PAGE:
- Significant increase in average claims results in substantially higher payments in motor insurance
- Frequency of medium-severity natural catastrophes leads to sustained high level of insurance payments
- Further modifications to risk-adjusted prices and conditions
- Heightened risk awareness drives sustained strong demand for cyber covers
Baden-Baden, 23 October 2023: E+S Rückversicherung AG, the Hannover Re subsidiary responsible for the Group's German business, expects further price increases and improved conditions in the 1 January 2024 renewals in property and casualty reinsurance.
Natural disasters and persistently high inflation have again taken a toll on the German insurance industry in the current year. The resulting ongoing rise in reconstruction and repair costs continues to adversely impact the insurance sector's profitability.
"We must assume that the multi-year trend towards higher claim payments will continue. Adequate prices are indispensable if we are to be able to offer our clients the best possible reinsurance capacity in the future, as we have in the past," said Dr. Michael Pickel, Chief Executive Officer of E+S Rück, at this year's reinsurance gathering in Baden-Baden. "Particularly at a time of many different interrelated challenges, it is therefore vital for us as a reinsurer to tackle these issues and design solutions jointly with our partners. Moving forward, then, we shall continue to stand by our clients as their partner in managing losses caused by climate change and natural catastrophe risks – just as E+S Rück has done for 100 years."
The insurance industry around the world increasingly finds itself faced with the effects of extreme weather phenomena. In Germany, too, the issue of coverage for impacts from heavy rain, flood, windstorm or hail as well as the associated costs remains very much front of mind. After all, it is equally relevant to private households and commercial / industrial clients alike.
At the same time, E+S Rück expects motor insurance in Germany – the largest line of property and casualty insurance by volume – to close heavily in the red this year. Furthermore, persistently high inflation is pushing up claims expenditures in property insurance, leading to pressure for further adjustments.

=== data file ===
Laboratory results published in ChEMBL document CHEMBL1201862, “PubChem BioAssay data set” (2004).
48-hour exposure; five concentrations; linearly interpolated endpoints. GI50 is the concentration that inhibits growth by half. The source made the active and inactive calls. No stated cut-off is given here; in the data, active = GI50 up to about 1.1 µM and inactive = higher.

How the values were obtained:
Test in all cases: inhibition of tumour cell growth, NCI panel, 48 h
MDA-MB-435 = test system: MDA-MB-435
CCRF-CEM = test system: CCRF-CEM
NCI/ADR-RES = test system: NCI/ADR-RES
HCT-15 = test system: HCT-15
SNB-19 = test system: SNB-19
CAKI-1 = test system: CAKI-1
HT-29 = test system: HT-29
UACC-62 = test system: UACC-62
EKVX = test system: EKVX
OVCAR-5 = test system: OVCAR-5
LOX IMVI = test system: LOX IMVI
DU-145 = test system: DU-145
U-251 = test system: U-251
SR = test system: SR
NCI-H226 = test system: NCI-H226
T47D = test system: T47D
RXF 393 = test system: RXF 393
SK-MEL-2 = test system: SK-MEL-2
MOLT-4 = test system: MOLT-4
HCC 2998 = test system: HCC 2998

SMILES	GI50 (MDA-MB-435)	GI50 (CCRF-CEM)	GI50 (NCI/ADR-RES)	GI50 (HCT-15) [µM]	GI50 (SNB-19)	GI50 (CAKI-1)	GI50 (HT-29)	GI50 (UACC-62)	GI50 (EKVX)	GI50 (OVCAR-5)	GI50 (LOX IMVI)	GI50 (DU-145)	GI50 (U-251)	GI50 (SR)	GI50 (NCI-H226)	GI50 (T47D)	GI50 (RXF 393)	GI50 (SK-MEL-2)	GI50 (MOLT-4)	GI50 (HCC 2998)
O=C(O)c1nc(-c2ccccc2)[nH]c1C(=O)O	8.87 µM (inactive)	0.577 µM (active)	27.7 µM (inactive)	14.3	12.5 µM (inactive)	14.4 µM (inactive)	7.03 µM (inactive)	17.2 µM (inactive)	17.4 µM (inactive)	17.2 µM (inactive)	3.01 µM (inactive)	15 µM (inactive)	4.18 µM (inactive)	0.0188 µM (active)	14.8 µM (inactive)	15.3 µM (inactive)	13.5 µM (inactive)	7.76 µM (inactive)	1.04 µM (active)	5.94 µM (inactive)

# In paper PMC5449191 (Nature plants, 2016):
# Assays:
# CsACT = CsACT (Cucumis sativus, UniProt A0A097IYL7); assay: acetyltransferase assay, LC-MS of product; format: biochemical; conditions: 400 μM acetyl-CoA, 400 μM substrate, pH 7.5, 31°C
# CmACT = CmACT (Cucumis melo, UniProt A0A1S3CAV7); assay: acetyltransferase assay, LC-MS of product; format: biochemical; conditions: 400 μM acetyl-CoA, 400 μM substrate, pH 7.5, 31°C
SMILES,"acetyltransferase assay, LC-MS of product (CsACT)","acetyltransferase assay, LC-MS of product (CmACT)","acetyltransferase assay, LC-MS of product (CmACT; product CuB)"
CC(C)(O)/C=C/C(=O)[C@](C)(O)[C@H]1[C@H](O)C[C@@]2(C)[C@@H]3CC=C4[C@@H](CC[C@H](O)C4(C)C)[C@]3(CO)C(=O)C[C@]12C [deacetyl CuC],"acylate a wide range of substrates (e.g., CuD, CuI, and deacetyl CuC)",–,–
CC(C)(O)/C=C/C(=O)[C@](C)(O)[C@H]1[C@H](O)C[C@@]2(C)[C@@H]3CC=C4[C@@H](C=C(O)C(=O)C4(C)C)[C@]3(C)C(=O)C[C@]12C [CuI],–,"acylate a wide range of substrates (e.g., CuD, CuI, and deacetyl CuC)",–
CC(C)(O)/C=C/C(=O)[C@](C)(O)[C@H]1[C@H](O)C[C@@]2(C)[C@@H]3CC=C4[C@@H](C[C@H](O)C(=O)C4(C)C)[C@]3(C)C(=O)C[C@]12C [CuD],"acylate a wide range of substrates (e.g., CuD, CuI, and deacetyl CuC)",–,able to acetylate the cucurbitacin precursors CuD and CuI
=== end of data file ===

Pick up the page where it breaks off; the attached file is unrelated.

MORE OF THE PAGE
Average claims in motor insurance have again surged significantly in the current year, while at the same time the tariff adjustments made so far have failed to achieve the desired effects.
"Sharply above-average increases in the costs of spare parts and repairs as well as higher claims frequencies are causing massive losses and remain a heavy drag on motor insurers' profitability," said Dr. Michael Pickel. "Against this backdrop, we take the view that adjustments to prices in motor insurance are unavoidable in the coming years to move out of the red and restore business to a profitable footing over the long term. We expect to see gradual progress in this respect."
While losses under natural catastrophe covers were, if anything, below average in the first six months with summer storms "Lambert" and "Kay", considerable claims expenditure was incurred in August from a series of storms centred on southern Germany. With this in mind, 2023 is again expected to see substantial losses overall from catastrophe covers.
It can be anticipated that sustained high rates of inflation as well as the trend towards adding natural perils covers to existing contracts will drive claims expenditures for the industry even higher in the future. Parallel to this, capacities on the reinsurance market remain tight overall, while at the same time demand for natural perils coverage is on the rise. All in all, then, prices for catastrophe covers look set to increase further.
High inflation has kept up the pressure for adjustments in industrial and commercial business, even though business interruptions due to supply chain bottlenecks have normalised somewhat of late. At the same time, claims numbers and expenditures in connection with large fire losses have increased. These developments should be reflected accordingly in modified scopes of coverage and conditions. In the liability line, discussions among market players will likely be similarly dominated in the year ahead by the issue of inflation as well as by the insurability of risks associated with so-called forever chemicals (PFAS).
After the sharp price increases seen in past years, the capacities offered by existing and new market players for cyber covers should result in price stabilisation on a higher level. In view of rising claims expenditures, however, the pressure to make adjustments remains. Controlling and limiting cyber accumulation scenarios have taken on added relevance, as is also evident in contract terms and conditions.
"Despite the challenging market environment, I am confident about the upcoming renewal round, because our customer relationships and thus also the upcoming negotiations are always characterized by a cooperative partnership with all market participants," said Dr. Michael Pickel.